Mexico's Top Federal Cop Resigns Amid Accusations Of Corruption
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Another marker on the downward spiral of Mexico. Is the top cop receiving a cartel paycheck or is he merely disgusted with the ubiquity of corruption? Either way, the place is in the sewer and turning to crap.
The top officer of Mexico's federal police force has quit amid allegations that drug gangs have infiltrated senior levels of crime-fighting agencies, according to a resignation statement posted Saturday.

Acting federal police Commissioner Gerardo Garay said he was stepping aside "to place myself at the orders of legal judicial authorities to clear up any accusation against me."

Garay did not say what accusations he was referring to, nor were federal officials available Saturday to comment on the resignation. But the newspaper Reform reported Saturday that prosecutors are looking into whether the federal police assigned to the Mexico City airport had aided drug traffickers.

A top operator of the Sinaloa drug cartel was arrested in Mexico City on Oct. 20 following a gunbattle with police, and prosecutors say the man was in charge of trafficking cocaine and methamphetamine through the capital's international airport. [Mexico's top federal police chief quits amid probe San Francisco Chronicle, November 1, 2008]

The New York Times had an oddly chipper item today, In Mexico, Sorting Out Good Guys From Bad. It seems that some narco types looks like thugs and others wear suits. What a journalistic revelation.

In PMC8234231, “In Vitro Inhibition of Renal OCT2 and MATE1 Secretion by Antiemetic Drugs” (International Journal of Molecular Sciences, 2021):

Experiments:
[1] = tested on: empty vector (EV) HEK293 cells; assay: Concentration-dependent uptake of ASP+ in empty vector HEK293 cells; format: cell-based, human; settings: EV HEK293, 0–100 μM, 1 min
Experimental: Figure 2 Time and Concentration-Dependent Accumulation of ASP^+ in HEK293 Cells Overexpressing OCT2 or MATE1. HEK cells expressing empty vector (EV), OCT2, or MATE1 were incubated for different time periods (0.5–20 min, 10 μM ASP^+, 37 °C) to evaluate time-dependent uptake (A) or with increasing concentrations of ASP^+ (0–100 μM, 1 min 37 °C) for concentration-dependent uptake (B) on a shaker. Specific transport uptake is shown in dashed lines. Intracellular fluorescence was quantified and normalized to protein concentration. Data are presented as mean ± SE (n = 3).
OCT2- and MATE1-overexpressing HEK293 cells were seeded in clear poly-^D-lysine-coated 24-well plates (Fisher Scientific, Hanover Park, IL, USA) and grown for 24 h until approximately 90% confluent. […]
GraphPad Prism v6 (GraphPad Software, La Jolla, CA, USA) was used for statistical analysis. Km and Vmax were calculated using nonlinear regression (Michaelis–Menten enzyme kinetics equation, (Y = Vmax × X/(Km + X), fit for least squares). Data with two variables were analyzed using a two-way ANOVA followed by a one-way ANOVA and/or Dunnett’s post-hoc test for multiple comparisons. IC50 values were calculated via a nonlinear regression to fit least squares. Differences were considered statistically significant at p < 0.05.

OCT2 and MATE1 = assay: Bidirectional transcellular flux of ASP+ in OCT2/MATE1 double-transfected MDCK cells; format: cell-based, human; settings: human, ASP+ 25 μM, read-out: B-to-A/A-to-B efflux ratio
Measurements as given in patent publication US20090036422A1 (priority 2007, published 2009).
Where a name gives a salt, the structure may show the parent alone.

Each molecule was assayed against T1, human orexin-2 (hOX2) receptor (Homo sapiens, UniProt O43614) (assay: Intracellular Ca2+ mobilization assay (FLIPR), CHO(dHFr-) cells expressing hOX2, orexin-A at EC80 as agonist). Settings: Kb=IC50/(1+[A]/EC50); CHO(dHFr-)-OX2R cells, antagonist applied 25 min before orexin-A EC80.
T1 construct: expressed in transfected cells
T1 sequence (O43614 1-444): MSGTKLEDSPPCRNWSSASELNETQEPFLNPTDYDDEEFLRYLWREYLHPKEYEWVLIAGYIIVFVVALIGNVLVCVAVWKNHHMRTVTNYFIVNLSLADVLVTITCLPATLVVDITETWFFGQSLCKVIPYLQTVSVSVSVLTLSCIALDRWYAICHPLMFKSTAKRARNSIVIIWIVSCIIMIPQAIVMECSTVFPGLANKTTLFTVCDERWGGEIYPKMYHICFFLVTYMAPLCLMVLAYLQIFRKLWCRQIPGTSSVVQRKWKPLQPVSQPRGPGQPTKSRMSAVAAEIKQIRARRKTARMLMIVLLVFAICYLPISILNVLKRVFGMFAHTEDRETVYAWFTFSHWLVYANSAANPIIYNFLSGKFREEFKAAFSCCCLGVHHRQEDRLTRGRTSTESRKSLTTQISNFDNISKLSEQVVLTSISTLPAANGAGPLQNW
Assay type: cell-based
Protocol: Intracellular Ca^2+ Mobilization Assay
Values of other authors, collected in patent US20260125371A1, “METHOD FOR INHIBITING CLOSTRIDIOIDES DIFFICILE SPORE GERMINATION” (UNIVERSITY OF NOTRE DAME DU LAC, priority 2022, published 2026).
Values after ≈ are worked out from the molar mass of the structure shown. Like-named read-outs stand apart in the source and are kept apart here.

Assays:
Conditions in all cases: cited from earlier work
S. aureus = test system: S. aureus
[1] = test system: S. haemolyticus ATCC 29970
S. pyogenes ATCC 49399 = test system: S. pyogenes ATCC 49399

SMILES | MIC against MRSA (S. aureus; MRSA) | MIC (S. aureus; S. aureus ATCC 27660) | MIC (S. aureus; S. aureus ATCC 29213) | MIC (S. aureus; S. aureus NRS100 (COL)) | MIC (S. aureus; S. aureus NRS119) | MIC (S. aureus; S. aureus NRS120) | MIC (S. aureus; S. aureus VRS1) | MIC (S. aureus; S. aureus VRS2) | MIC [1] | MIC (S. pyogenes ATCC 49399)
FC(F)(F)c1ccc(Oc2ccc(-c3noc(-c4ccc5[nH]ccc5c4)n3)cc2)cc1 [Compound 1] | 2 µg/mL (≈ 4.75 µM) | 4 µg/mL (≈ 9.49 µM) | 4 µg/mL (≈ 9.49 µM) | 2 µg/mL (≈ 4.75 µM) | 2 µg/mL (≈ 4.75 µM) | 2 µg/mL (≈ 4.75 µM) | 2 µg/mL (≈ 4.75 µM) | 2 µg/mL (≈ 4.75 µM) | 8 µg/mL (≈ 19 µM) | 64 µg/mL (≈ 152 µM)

There was a gray-haired, grandfatherly type who was pushing 70, as well as an avuncular figure with a neatly coiffed goatee and wire-rimmed spectacles perched upon his nose. Some of the five men who found themselves on the front pages of newspapers on their way to jail, wore suits, which made them look more like bureaucrats than bad guys.

Among the greatest challenges in Mexico's drug war is the fact that the traffickers fit no type. Their ranks include men and women, the young and the old. And they can work anywhere: in remote drug labs, as part of roving assassination squads, even within the upper reaches of the government.

Brilliant, or what?

There is some interesting stuff tucked away at the end, which contains irony which I am sure was unintended, regarding the rule of law.

In Tuesday's speech, a clearly frustrated Mr. Calderon said that the fight to clean up Mexico depended on citizens putting their country first and respecting the law above all else. He suggested that the small bribes so often demanded by the officer on the beat, and accepted by the public as normal, for infractions real and imagined, were not disconnected from the government official receiving millions of dollars in drug profits.

"We need a stronger society, a society that lives the principle of legality with conviction, that encourages, promotes, spreads and educates its children with values," Mr. Calder??n said. In other words, there has to be a line people will not cross, even for a suitcase full of cash.

Mexico as a nation of laws—woo hoo!
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